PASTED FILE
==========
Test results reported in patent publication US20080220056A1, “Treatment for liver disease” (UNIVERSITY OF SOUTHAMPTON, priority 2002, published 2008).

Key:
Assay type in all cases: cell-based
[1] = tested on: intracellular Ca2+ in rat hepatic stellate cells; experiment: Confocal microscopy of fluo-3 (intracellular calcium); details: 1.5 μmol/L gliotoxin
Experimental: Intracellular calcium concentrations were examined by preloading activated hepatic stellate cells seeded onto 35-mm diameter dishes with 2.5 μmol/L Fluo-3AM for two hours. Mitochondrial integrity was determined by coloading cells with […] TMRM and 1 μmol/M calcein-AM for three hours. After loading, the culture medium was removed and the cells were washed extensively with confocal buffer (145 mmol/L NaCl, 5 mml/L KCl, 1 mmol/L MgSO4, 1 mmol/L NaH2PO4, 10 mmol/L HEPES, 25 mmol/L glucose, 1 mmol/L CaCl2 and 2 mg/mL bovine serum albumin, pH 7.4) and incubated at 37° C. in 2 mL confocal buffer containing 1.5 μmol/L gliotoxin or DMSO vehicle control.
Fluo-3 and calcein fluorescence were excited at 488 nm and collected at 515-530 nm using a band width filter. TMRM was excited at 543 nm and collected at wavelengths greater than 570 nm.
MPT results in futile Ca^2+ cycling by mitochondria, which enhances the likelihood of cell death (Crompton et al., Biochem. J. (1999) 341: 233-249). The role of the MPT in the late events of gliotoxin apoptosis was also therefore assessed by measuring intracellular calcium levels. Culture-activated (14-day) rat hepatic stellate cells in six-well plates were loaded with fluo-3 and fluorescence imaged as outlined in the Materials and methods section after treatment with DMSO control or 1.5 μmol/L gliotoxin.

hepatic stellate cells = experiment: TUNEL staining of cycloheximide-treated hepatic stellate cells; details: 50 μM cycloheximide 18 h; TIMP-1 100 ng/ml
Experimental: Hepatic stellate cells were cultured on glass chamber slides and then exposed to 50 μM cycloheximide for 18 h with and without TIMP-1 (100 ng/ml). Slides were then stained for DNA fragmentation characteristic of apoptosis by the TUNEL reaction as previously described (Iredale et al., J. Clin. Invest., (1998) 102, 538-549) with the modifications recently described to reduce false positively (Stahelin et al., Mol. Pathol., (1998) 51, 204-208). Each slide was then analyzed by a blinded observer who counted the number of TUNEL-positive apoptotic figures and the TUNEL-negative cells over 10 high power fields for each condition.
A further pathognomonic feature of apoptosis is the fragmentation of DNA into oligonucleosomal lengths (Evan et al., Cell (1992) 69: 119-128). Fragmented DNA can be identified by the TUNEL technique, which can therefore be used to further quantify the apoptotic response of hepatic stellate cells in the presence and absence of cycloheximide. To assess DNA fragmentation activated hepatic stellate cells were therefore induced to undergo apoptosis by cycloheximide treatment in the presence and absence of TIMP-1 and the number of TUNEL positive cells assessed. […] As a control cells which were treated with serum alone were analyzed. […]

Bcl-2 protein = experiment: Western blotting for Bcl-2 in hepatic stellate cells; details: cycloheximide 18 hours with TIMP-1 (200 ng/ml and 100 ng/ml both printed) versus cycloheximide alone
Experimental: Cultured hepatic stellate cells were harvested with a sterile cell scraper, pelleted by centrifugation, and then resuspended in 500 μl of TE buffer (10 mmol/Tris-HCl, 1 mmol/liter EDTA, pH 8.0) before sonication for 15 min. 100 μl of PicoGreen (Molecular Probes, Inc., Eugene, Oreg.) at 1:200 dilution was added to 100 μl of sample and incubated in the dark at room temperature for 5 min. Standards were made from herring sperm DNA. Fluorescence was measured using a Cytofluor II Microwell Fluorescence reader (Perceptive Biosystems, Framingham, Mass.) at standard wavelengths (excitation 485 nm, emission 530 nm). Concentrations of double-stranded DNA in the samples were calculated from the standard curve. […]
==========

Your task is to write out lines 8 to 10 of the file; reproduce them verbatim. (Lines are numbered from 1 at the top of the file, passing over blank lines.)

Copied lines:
hepatic stellate cells = experiment: TUNEL staining of cycloheximide-treated hepatic stellate cells; details: 50 μM cycloheximide 18 h; TIMP-1 100 ng/ml
Experimental: Hepatic stellate cells were cultured on glass chamber slides and then exposed to 50 μM cycloheximide for 18 h with and without TIMP-1 (100 ng/ml). Slides were then stained for DNA fragmentation characteristic of apoptosis by the TUNEL reaction as previously described (Iredale et al., J. Clin. Invest., (1998) 102, 538-549) with the modifications recently described to reduce false positively (Stahelin et al., Mol. Pathol., (1998) 51, 204-208). Each slide was then analyzed by a blinded observer who counted the number of TUNEL-positive apoptotic figures and the TUNEL-negative cells over 10 high power fields for each condition.
A further pathognomonic feature of apoptosis is the fragmentation of DNA into oligonucleosomal lengths (Evan et al., Cell (1992) 69: 119-128). Fragmented DNA can be identified by the TUNEL technique, which can therefore be used to further quantify the apoptotic response of hepatic stellate cells in the presence and absence of cycloheximide. To assess DNA fragmentation activated hepatic stellate cells were therefore induced to undergo apoptosis by cycloheximide treatment in the presence and absence of TIMP-1 and the number of TUNEL positive cells assessed. […] As a control cells which were treated with serum alone were analyzed. […]